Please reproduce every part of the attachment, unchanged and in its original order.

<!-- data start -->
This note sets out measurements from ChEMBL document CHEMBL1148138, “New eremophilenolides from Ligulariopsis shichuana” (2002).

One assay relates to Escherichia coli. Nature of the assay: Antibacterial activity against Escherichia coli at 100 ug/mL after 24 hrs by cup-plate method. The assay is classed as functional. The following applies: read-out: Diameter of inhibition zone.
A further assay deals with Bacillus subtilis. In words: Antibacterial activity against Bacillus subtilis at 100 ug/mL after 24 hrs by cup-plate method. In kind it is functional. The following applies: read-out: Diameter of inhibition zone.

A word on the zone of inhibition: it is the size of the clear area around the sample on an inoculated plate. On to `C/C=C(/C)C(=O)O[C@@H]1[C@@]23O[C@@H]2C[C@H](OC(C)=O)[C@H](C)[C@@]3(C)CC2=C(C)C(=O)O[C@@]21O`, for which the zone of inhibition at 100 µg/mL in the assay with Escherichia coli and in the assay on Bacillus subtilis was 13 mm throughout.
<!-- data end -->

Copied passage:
This note sets out measurements from ChEMBL document CHEMBL1148138, “New eremophilenolides from Ligulariopsis shichuana” (2002).

One assay relates to Escherichia coli. Nature of the assay: Antibacterial activity against Escherichia coli at 100 ug/mL after 24 hrs by cup-plate method. The assay is classed as functional. The following applies: read-out: Diameter of inhibition zone.
A further assay deals with Bacillus subtilis. In words: Antibacterial activity against Bacillus subtilis at 100 ug/mL after 24 hrs by cup-plate method. In kind it is functional. The following applies: read-out: Diameter of inhibition zone.

A word on the zone of inhibition: it is the size of the clear area around the sample on an inoculated plate. On to `C/C=C(/C)C(=O)O[C@@H]1[C@@]23O[C@@H]2C[C@H](OC(C)=O)[C@H](C)[C@@]3(C)CC2=C(C)C(=O)O[C@@]21O`, for which the zone of inhibition at 100 µg/mL in the assay with Escherichia coli and in the assay on Bacillus subtilis was 13 mm throughout.